Results 1 to 4 of 4
  1. #1
    Join Date
    Nov 2012
    Posts
    2

    Unanswered: "not equal" condition statement issues

    (Using SQL Server 2005)

    Prepare to cringe: I'm brand new to SQL and am working on my third scalar-valued function.

    I'm trying to strip all semicolons [;] and greater than signs [>] from a string, but for some reason the following condition is evaluating as FALSE pretty much no matter what input is provided. (@Counter is a counter running from 1 to the length of @Victim; the idea is to look at each character and remove it if it's a semicolon or greater than sign.)

    Code:
    ((SUBSTRING(@Victim, @Counter, 1) <> ';') AND (SUBSTRING(@Victim, @Counter, 1) <> '>'))
    Any clues what I'm doing wrong?

    Full code:

    Code:
    ALTER FUNCTION dbo.ScrubDenialCode
    	(@Victim as varchar(255))
    RETURNS varchar(255)
    AS
    	BEGIN
    		DECLARE @Counter As Integer
    		DECLARE @DenialCode As varchar(255)
    		DECLARE @DenialCode2 As varchar(255)
    		DECLARE @ScrubbedVictim As varchar(255)
    		DECLARE @ScrubDenialCode As varchar(255)
    		
    		SELECT @Counter = 1
    		WHILE @Counter <= Len(@Victim)
    			BEGIN
    				IF ((SUBSTRING(@Victim, @Counter, 1) <> ';') AND (SUBSTRING(@Victim, @Counter, 1) <> '>')) 
    					BEGIN
    						SELECT @ScrubbedVictim = @ScrubbedVictim + SUBSTRING(@Victim, @Counter, 1)
    					END
    				SELECT @Counter = @Counter + 1
    			END
    		SELECT @Victim = @ScrubbedVictim
    
    		If Len(@Victim) = 0 Or @Victim IS NULL Or CONVERT(int, Len(@Victim) / 3) <> Len(@Victim) / 3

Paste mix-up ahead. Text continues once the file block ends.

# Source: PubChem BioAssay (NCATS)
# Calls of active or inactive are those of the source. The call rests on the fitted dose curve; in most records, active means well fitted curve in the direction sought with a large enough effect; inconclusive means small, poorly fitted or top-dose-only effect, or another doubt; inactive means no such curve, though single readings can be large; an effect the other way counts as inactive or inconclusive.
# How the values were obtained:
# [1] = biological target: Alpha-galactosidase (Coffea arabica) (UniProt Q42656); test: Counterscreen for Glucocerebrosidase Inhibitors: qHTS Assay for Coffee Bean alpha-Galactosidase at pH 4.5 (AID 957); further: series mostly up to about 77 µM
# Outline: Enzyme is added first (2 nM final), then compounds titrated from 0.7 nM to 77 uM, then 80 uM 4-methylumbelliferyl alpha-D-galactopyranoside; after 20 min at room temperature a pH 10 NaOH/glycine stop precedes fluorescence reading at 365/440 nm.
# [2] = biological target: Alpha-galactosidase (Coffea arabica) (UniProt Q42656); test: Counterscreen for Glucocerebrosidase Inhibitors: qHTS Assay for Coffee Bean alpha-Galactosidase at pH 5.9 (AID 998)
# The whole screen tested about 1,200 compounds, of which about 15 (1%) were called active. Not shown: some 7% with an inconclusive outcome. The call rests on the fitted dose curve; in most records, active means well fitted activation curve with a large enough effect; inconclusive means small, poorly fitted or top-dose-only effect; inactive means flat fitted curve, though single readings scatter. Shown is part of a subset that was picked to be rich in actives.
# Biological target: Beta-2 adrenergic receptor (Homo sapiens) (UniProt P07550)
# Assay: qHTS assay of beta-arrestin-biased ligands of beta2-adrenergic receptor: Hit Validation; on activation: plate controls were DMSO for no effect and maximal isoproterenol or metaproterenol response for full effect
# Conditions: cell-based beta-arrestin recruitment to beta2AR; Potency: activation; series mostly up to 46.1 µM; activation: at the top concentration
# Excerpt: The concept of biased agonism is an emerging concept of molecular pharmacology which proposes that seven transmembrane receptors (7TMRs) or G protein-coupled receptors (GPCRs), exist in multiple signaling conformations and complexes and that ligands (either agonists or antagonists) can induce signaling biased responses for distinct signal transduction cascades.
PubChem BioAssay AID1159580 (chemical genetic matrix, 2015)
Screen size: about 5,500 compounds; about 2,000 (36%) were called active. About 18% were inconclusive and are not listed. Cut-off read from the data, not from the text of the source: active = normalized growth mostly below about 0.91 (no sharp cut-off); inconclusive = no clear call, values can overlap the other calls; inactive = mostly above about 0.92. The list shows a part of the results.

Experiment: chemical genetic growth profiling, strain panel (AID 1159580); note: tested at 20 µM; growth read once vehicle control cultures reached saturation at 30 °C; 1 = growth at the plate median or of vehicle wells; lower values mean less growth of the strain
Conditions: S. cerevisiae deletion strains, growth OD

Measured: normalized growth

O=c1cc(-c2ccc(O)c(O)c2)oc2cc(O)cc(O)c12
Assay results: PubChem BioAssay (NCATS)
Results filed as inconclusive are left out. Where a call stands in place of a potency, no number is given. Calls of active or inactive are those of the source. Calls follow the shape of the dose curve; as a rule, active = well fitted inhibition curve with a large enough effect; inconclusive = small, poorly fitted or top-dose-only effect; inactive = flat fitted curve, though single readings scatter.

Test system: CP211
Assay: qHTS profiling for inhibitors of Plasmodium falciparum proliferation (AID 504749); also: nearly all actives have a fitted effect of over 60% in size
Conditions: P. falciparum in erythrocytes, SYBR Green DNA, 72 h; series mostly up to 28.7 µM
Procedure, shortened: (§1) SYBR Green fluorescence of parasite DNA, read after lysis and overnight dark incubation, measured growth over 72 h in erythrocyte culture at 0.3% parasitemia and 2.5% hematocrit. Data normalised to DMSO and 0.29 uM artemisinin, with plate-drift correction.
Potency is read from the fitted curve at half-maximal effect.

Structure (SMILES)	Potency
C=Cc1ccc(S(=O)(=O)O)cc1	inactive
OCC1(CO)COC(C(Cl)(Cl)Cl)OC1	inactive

BEGIN
    				SELECT @ScrubDenialCode = ''
    			END
    		ELSE
    			BEGIN
    				SELECT @DenialCode = Left(@Victim, 3)
    				If Len(@Victim) > 3 --CHECK FOR MULTIPLE DENIAL CODES
    					BEGIN
    						SELECT @Counter = 1
    						WHILE @Counter <= Len(@Victim) / 3 - 1
    							BEGIN
    								SELECT @DenialCode2 = SUBSTRING(@Victim, 3 * @Counter + 1, 3)
    								If @DenialCode2 <> @DenialCode 
    									BEGIN
    										If @DenialCode2 <> 'OVB' 
    											BEGIN
    												If @DenialCode = 'OVB' 
    													BEGIN
    														SELECT @DenialCode = @DenialCode2 --REPLACE OVB WITH NEW CODE
    													END
    												ELSE
    													BEGIN
    														SELECT @ScrubDenialCode = ''
    														GoTo THEEND
    													END
    											END
    									END
    							END
    						SELECT @ScrubDenialCode = @DenialCode
    						SELECT @Counter = @Counter + 1
    					END
    				ELSE
    					BEGIN
    						SELECT @ScrubDenialCode = @DenialCode
    					END
    			END			    
    		
    THEEND:
    	RETURN @Victim
    	--RETURN @ScrubDenialCode
    	END

  2. #2
    Join Date
    Jun 2003
    Location
    Ohio
    Posts
    12,592
    Provided Answers: 1
    What you're doing wrong is not using the REPLACE() function.
    If it's not practically useful, then it's practically useless.

    blindman
    www.chess.com: "sqlblindman"
    www.LobsterShot.blogspot.com

  3. #3
    Join Date
    Jan 2003
    Location
    Massachusetts
    Posts
    5,799
    Provided Answers: 11
    Umm...
    Code:
    select replace (replace (@victim, ';', ''), '>', '')
    Does that do what you needed?

  4. #4
    Join Date
    Nov 2012
    Posts
    2
    Thanks, guys - that worked (with one slight correction):

    Code:
    select @victim = replace (replace (@victim, ';', ''), '>', '')
    I would still be curious to know what's wrong with the conditional statement, however. I have a feeling I'll have legitimate need for this sort of statement in the future.

Posting Permissions

  • You may not post new threads
  • You may not post replies
  • You may not post attachments
  • You may not edit your posts
  •